|Joshua Atchley of First UMC Spring Hill with toys donated for families served by the church's food pantry.|
Amid tough economic times, carrying out extravagant generosity may be the most challenging of the five practices of fruitful congregations, which also include radical hospitality, passionate worship, intentional faith development, and risk-taking mission.
But a Hernando County congregation and the surrounding community recently witnessed first-hand the fruits of such selfless philanthropy, and it all originated from a surprising source – a seven-year-old boy.
“About a month before his birthday, we were driving to school and Joshua just announced that he wanted to do this, and I said OK,” said Tara Atchley, Joshua’s mother and a member of First United Methodist Church of Spring Hill.
On the surface, what Joshua Atchley wanted to do didn’t seem that unusual – he wanted to host a party for his birthday in October. But instead of being the recipient of gifts, Joshua asked that invitees bring a new, unwrapped toy to donate for the children of the 300 families served by Spring Hill UMC’s Food Pantry.
“My room is kind of overflowing with toys already,” said Joshua simply. “So I just thought it was a good idea.”
“We talk all the time about the how it’s our job as Christians to help others,” said Tara. “We sponsor a child in Africa, and we always pray for him, and we spend about 30 minutes a night reading books about conditions in Africa.”
With his mom’s help, Joshua created the party invitations explaining what he was doing and then distributed them to his entire first-grade class at the Christian school he attends.
Few people were surprised by Joshua’s selfless idea, especially since he long ago announced he wants to pursue an evangelical mission when he grows up.
|First UMC Spring Hill|
“He truly is an extraordinary young man,” said Rev. Mike Oliver, pastor of Spring Hill. “I don’t think he has a selfish bone in his body. He really has a deep faith for someone as young as he is.”
And everyone thought collecting toys for families in need was a wonderful idea, even adults and other children who are not Joshua’s classmates.
“I told Miss Peterson, who works at the Learning Center at school about it, and the next day she brought in a bag that was overflowing with toys for girls,” Joshua recalled.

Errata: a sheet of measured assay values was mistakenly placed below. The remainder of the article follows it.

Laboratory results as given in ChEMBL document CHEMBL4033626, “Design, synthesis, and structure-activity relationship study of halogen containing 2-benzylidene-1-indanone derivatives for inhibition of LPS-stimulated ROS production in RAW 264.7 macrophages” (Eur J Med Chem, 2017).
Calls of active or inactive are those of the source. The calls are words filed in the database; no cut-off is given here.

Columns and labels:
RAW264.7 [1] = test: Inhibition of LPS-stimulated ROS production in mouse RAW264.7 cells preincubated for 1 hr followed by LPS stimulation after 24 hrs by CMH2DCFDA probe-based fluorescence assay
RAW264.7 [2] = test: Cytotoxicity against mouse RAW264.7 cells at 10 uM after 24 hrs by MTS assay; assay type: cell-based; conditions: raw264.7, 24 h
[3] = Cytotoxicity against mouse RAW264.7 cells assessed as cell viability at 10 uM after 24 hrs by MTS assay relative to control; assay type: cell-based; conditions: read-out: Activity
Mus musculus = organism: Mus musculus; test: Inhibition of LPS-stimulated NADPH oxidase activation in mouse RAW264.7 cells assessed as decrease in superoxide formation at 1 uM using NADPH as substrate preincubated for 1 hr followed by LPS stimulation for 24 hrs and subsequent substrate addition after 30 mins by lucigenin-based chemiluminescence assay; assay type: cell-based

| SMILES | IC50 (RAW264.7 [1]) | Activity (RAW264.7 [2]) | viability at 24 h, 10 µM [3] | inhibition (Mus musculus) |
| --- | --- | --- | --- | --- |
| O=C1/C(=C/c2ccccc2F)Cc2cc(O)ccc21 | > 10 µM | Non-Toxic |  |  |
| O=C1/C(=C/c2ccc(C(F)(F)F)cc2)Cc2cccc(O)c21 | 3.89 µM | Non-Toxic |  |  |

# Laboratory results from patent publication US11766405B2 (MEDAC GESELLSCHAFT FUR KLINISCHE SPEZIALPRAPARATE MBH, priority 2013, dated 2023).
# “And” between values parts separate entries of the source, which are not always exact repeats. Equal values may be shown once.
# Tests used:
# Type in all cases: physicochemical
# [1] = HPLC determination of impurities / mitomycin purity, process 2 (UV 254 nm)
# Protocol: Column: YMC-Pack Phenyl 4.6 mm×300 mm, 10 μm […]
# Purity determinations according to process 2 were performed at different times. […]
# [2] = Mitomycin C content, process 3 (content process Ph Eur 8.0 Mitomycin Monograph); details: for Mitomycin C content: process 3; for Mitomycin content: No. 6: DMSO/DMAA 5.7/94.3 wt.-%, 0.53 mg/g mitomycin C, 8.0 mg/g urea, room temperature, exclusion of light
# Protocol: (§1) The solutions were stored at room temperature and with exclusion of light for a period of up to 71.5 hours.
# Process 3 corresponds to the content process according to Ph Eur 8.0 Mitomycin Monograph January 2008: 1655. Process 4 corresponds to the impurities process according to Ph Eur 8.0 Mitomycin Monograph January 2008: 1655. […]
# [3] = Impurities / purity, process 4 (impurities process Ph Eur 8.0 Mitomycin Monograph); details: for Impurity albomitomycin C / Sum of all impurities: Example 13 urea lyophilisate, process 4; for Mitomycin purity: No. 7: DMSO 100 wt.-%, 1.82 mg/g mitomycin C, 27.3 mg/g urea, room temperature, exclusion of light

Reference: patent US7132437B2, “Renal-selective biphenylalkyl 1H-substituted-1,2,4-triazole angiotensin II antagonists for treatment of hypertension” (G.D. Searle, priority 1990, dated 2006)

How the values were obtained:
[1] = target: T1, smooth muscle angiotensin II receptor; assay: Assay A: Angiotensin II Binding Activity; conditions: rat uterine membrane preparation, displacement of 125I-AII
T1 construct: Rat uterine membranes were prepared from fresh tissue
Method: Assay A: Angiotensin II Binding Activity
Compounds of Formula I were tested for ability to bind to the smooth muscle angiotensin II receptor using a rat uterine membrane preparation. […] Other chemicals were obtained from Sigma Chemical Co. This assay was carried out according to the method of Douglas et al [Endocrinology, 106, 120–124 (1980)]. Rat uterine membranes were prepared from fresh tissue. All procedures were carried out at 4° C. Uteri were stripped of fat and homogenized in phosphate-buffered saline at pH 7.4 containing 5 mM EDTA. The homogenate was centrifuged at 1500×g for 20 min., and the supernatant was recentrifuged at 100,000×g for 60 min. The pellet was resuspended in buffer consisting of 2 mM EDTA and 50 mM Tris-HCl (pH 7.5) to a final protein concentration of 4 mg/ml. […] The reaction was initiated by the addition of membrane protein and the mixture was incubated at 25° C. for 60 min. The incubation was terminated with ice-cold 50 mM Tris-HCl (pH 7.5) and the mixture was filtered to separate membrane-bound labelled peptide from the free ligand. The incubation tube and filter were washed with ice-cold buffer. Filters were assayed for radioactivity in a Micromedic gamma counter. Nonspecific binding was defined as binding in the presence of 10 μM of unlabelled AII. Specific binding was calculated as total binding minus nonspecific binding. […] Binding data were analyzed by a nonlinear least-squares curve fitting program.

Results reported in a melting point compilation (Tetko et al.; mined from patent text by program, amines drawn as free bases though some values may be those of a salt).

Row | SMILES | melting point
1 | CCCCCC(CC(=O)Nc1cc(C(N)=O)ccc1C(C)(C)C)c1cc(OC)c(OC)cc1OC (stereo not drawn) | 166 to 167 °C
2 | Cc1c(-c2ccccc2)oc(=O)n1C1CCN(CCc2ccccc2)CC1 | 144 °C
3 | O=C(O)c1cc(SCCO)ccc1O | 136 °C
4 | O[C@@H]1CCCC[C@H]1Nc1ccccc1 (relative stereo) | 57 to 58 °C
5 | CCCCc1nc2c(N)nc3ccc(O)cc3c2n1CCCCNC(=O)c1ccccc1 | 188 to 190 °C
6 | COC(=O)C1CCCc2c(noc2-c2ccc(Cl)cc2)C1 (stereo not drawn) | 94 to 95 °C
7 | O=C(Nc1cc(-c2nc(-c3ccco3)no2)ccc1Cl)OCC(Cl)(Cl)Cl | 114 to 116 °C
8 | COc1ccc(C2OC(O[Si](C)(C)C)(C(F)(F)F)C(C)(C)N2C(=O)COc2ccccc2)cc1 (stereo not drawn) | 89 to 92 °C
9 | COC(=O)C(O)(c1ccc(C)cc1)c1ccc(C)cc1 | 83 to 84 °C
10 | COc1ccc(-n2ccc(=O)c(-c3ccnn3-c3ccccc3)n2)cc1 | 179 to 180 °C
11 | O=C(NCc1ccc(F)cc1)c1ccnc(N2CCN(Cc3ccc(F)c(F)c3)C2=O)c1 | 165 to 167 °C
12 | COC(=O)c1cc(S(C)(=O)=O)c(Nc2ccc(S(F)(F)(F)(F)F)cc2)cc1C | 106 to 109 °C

As word of Joshua’s unique party idea spread, so too did the involvement of others. After “Pastor Mike” heard of Joshua’s generous act, he announced at Sunday’s services that the church would accept donations in the same spirit as Josh, and they, too, would be passed out to the Food Pantry participants.
“Joshua is surrounded by a great group of people with Christian values – from his teachers at school to Miss Pat, the children’s minister, to his church family,” noted his father, Josh.
The party and subsequent donations garnered more than 100 toys, filling several large plastic bins and covering three conference-size tables. And even though the bounty included some hard-to-find Star Wars toys that Joshua really liked, the first-grade philanthropist was able to help the donated toys find new homes among needy families, all with a joyful heart.
“It just worked out that he didn’t have school on the day the toys were to be distributed so he was able to volunteer at the Food Pantry, helping the children pick out toys and suggesting others,” said his mom, Tara.
Nor has Joshua stopped there. While he hasn’t decided how he’ll mark his next birthday, he is already working on ideas to raise money to build schools and help orphans in Africa.
For his family, church and community, Joshua’s selfless actions have been a real-life, inspirational example of extravagant generosity. Though the church had recently completed a study of the five practices of fruitful congregations, Rev. Oliver and Joshua’s parents believe the timing was just coincidental and that Joshua’s motivations are borne of the Holy Spirit.
Nor is Rev. Oliver surprised that it took a seven-year-old boy to inspire others. “Josh taught us a good lesson, and as Isaiah 11:6 says, ‘And the children will lead them.’ ”